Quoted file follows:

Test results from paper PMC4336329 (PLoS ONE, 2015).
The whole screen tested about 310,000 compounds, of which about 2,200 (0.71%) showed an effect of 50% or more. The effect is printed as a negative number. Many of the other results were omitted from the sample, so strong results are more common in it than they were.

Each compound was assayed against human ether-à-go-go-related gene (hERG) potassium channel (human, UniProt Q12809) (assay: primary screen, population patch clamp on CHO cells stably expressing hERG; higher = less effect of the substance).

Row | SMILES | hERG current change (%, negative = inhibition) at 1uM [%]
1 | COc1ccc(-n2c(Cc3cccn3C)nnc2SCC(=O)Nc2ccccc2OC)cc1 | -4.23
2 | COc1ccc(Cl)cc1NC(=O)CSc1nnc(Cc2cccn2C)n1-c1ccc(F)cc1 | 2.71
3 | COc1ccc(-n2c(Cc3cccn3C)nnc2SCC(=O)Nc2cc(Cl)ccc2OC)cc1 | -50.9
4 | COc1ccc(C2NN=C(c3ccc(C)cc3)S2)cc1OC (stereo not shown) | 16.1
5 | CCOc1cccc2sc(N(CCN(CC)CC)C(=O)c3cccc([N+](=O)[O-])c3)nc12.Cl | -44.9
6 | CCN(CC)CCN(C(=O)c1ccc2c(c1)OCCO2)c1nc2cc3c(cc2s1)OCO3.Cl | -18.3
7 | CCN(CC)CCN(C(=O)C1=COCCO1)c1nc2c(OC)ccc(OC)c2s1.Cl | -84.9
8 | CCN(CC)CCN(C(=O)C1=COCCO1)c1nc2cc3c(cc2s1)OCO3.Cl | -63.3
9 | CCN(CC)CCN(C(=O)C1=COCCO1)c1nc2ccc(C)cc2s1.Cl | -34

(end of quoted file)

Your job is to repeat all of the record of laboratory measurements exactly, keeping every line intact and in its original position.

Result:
Test results from paper PMC4336329 (PLoS ONE, 2015).
The whole screen tested about 310,000 compounds, of which about 2,200 (0.71%) showed an effect of 50% or more. The effect is printed as a negative number. Many of the other results were omitted from the sample, so strong results are more common in it than they were.

Each compound was assayed against human ether-à-go-go-related gene (hERG) potassium channel (human, UniProt Q12809) (assay: primary screen, population patch clamp on CHO cells stably expressing hERG; higher = less effect of the substance).

Row | SMILES | hERG current change (%, negative = inhibition) at 1uM [%]
1 | COc1ccc(-n2c(Cc3cccn3C)nnc2SCC(=O)Nc2ccccc2OC)cc1 | -4.23
2 | COc1ccc(Cl)cc1NC(=O)CSc1nnc(Cc2cccn2C)n1-c1ccc(F)cc1 | 2.71
3 | COc1ccc(-n2c(Cc3cccn3C)nnc2SCC(=O)Nc2cc(Cl)ccc2OC)cc1 | -50.9
4 | COc1ccc(C2NN=C(c3ccc(C)cc3)S2)cc1OC (stereo not shown) | 16.1
5 | CCOc1cccc2sc(N(CCN(CC)CC)C(=O)c3cccc([N+](=O)[O-])c3)nc12.Cl | -44.9
6 | CCN(CC)CCN(C(=O)c1ccc2c(c1)OCCO2)c1nc2cc3c(cc2s1)OCO3.Cl | -18.3
7 | CCN(CC)CCN(C(=O)C1=COCCO1)c1nc2c(OC)ccc(OC)c2s1.Cl | -84.9
8 | CCN(CC)CCN(C(=O)C1=COCCO1)c1nc2cc3c(cc2s1)OCO3.Cl | -63.3
9 | CCN(CC)CCN(C(=O)C1=COCCO1)c1nc2ccc(C)cc2s1.Cl | -34